At the age of just 16, Maya Angelou gave birth to her son Guy and began her life as a single mom. But rather than allow this to slow her down, she used her experience as a mother as inspiration. Known for her captivating poetry and political activism, Angelou received more than 50 honorary degrees in her lifetime, as well as countless awards, including a Pulitzer Prize nomination and the Presidential Medal of Freedom from President Barack Obama.

3. Elizabeth Blackwell

While Elizabeth Blackwell may not be a name that everyone has heard, her achievements paved the way for every woman in the medical field today. She was the first female to ever receive a medical degree in the United States, and she went on to found the New York Infirmary for Women and Children and establish women’s medical colleges in both New York and London. On top of her medical prowess, Blackwell also adopted an Irish orphan around the time she opened the infirmary. She raised Kitty Barry and provided for her daughter’s education without any assistance and never did marry.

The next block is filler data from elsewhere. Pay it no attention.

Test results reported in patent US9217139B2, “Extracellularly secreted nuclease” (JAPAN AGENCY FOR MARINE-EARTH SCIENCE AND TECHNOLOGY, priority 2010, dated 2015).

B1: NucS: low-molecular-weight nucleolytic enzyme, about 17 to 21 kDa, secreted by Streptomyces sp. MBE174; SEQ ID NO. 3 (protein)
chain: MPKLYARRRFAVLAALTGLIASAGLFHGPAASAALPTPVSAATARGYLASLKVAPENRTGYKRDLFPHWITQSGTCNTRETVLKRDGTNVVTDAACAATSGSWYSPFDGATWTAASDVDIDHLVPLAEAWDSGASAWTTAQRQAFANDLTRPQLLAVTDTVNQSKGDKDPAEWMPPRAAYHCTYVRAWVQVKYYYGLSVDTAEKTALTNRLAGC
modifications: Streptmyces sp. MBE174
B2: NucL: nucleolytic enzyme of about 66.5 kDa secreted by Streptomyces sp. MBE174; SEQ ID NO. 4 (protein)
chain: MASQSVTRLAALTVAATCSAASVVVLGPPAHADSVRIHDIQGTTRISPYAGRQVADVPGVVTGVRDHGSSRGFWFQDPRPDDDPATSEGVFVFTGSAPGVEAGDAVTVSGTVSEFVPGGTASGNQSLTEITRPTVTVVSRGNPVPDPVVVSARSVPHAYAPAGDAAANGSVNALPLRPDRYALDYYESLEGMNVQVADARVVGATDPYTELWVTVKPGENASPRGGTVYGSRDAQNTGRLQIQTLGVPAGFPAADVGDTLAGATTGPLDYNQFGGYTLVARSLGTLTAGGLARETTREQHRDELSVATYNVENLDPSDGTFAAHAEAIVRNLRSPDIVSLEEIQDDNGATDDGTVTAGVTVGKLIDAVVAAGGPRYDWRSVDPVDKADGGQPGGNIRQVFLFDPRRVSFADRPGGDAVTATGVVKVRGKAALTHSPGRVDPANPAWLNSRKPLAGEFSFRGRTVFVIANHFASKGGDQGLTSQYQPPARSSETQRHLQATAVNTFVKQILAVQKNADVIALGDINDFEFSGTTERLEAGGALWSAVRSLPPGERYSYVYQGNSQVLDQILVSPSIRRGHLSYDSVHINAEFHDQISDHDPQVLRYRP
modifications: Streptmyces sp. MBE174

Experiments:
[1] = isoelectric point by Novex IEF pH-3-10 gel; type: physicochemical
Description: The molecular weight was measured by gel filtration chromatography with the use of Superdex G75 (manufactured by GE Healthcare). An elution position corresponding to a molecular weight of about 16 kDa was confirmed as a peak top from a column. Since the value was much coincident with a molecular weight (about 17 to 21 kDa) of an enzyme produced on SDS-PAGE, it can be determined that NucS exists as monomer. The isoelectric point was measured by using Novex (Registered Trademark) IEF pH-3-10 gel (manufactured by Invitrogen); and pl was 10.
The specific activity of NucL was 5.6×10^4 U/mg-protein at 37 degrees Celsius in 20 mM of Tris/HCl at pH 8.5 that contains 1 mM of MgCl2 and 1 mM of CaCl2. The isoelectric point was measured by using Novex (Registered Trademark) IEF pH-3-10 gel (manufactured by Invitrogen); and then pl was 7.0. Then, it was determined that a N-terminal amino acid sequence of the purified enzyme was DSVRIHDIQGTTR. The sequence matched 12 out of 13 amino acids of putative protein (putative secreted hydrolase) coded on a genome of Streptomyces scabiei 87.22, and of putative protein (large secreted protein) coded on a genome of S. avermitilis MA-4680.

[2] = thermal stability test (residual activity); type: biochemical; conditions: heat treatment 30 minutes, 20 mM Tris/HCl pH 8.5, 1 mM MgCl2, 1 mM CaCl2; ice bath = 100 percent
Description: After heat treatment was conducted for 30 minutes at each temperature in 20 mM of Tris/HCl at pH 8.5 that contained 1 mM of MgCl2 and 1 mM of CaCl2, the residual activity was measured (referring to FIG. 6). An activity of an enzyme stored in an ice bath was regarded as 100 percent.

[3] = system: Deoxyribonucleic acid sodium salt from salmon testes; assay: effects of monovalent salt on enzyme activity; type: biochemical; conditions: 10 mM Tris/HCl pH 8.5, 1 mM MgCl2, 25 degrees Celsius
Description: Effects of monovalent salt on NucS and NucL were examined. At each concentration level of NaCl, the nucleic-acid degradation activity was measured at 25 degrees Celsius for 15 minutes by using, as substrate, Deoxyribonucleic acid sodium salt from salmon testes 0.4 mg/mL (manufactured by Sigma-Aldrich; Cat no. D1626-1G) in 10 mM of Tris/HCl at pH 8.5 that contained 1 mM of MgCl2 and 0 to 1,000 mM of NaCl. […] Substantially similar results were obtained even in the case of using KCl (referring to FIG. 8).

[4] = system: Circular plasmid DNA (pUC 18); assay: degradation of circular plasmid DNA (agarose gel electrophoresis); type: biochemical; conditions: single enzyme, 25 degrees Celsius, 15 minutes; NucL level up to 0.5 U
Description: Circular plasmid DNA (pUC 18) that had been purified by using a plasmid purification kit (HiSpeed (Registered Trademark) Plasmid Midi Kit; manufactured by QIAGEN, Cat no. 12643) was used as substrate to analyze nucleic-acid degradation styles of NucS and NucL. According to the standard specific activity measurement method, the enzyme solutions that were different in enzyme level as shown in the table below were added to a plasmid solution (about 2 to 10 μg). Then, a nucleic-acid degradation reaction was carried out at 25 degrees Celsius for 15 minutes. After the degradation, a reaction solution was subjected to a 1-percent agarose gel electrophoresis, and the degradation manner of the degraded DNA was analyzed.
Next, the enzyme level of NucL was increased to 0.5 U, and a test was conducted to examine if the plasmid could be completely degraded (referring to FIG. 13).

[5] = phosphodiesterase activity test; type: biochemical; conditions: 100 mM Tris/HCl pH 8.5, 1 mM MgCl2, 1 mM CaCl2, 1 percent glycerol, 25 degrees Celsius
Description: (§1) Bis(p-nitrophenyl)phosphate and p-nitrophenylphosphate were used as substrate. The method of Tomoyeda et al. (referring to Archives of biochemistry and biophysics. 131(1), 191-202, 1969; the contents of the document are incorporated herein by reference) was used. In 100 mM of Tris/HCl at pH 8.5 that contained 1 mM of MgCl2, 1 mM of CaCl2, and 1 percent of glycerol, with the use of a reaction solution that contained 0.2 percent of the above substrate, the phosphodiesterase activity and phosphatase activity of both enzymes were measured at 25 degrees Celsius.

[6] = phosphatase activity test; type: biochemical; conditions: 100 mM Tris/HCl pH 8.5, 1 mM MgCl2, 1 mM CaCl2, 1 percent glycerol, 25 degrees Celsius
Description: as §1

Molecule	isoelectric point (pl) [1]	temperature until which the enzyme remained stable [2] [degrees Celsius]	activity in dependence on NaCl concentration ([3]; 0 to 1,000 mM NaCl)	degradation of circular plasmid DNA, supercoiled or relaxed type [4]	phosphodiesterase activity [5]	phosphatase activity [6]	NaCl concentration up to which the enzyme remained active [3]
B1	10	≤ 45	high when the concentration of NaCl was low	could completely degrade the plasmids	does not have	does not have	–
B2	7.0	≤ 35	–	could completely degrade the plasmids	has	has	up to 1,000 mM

4. President Barack Obama

Surrounded by several other politicians, President Obama is sitting at a table as he talks on the phone and waves.

Another well-known child of a single mother is America’s 44th president Barack Obama. His mother, Ann Dunham, had her son at the age of 18 and worked hard to raise him on her own. Despite her struggles, she eventually went on to earn her Ph.D. and work as an anthropologist. Now one of the most well-known leaders around the world, President Obama lists his mother as one of his greatest sources of inspiration.

5. Michael Phelps

Swimmer and Olympian Michael Phelps gives credit to his mom who proudly supported him on her own after she divorced when he was 9 years old. Debbie, his mom, even studied to become a middle school principal after the divorce, all while managing Michael’s ADHD diagnosis and swimming schedule and providing for the family. This is not to mention her parenting Michael’s two sisters’ active school and extracurricular lives; they were swimmers too. Their family’s story bucks the trend that children from broken homes often lead troubled lives well into adulthood.

6. Kevin Durant

One of the most popular players in the league, this 10-time NBA All-Star, 2-time NBA Champion, 2-time Finals MVP, and 2-time Gold Medal Olympian credits his mother as the Real MVP of his life. Wanda Pratt raised Kevin and his older brother Tony as a single mother teaching them to save and be responsible with their money, skills that have come in handy now that Durant is